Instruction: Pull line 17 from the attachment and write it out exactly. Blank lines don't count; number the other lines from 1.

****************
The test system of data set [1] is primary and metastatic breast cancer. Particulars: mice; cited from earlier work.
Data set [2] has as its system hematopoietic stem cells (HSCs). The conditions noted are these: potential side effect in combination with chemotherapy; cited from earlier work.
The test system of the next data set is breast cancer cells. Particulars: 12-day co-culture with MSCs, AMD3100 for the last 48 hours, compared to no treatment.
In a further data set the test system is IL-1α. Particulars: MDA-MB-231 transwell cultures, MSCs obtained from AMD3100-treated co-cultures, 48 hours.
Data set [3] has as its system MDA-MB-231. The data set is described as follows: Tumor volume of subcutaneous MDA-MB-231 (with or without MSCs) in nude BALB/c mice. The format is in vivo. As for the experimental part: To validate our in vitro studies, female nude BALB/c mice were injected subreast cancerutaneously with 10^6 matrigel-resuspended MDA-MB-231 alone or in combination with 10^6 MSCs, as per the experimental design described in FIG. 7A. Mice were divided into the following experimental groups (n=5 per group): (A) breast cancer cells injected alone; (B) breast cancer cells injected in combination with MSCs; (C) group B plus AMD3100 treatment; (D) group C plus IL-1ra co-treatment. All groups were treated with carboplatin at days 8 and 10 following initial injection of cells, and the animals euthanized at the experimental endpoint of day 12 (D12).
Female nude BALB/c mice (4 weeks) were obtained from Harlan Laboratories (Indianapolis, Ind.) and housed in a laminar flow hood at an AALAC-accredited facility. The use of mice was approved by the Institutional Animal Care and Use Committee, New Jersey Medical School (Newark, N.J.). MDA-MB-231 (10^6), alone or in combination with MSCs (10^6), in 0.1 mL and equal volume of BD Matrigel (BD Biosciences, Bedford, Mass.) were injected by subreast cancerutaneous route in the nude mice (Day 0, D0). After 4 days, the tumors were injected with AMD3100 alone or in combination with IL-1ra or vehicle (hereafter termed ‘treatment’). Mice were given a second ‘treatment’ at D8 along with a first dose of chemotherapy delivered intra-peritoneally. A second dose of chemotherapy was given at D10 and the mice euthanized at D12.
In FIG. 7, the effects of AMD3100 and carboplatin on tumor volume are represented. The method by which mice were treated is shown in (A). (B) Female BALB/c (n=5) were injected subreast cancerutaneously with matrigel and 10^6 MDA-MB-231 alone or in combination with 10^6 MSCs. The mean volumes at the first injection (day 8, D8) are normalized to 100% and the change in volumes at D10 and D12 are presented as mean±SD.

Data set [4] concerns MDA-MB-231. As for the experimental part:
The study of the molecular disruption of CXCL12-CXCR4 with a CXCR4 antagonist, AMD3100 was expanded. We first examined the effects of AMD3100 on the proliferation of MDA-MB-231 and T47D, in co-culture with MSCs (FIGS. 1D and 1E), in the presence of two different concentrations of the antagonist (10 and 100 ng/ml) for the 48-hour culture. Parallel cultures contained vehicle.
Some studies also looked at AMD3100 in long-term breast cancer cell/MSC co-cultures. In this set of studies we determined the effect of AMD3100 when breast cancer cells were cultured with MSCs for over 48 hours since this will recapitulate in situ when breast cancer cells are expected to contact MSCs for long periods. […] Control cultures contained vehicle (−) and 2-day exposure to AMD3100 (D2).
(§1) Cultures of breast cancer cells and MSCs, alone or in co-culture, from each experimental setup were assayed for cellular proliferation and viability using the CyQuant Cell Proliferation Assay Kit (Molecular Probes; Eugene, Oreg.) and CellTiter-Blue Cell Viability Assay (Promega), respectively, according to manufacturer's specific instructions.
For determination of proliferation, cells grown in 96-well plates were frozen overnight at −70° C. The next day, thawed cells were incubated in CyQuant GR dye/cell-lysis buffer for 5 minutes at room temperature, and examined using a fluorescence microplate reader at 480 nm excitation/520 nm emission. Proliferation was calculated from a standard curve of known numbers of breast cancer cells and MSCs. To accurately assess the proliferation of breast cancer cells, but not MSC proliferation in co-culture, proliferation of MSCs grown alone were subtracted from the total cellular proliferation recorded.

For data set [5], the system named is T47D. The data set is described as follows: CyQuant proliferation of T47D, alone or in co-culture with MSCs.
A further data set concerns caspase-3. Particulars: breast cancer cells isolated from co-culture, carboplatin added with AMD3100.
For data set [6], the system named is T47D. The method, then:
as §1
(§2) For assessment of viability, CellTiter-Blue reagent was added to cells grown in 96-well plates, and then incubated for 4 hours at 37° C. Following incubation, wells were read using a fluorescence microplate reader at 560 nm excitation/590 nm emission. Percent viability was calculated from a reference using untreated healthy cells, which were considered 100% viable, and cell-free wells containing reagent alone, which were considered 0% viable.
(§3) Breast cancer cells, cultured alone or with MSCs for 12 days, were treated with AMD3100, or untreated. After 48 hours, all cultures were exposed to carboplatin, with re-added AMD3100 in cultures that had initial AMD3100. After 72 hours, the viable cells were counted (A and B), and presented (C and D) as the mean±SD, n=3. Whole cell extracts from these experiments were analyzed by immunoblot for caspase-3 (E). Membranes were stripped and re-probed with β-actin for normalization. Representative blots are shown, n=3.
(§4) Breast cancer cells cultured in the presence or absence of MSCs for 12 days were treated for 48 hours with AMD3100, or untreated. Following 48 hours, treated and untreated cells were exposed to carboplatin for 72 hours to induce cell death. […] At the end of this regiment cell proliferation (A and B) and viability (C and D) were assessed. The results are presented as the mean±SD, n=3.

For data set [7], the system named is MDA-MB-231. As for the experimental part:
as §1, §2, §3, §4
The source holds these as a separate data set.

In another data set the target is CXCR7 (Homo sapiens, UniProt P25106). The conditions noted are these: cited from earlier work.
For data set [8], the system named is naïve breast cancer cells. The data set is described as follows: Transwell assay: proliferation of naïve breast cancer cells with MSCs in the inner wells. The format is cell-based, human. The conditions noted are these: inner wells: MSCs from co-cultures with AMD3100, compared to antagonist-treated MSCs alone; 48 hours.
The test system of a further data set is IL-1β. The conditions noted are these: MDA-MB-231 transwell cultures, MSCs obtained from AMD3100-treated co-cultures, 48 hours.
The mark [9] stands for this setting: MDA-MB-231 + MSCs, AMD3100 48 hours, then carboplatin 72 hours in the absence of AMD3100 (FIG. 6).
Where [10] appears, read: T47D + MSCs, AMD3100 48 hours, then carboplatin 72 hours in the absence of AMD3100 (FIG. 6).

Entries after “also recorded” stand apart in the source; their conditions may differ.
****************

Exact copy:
(§2) For assessment of viability, CellTiter-Blue reagent was added to cells grown in 96-well plates, and then incubated for 4 hours at 37° C. Following incubation, wells were read using a fluorescence microplate reader at 560 nm excitation/590 nm emission. Percent viability was calculated from a reference using untreated healthy cells, which were considered 100% viable, and cell-free wells containing reagent alone, which were considered 0% viable.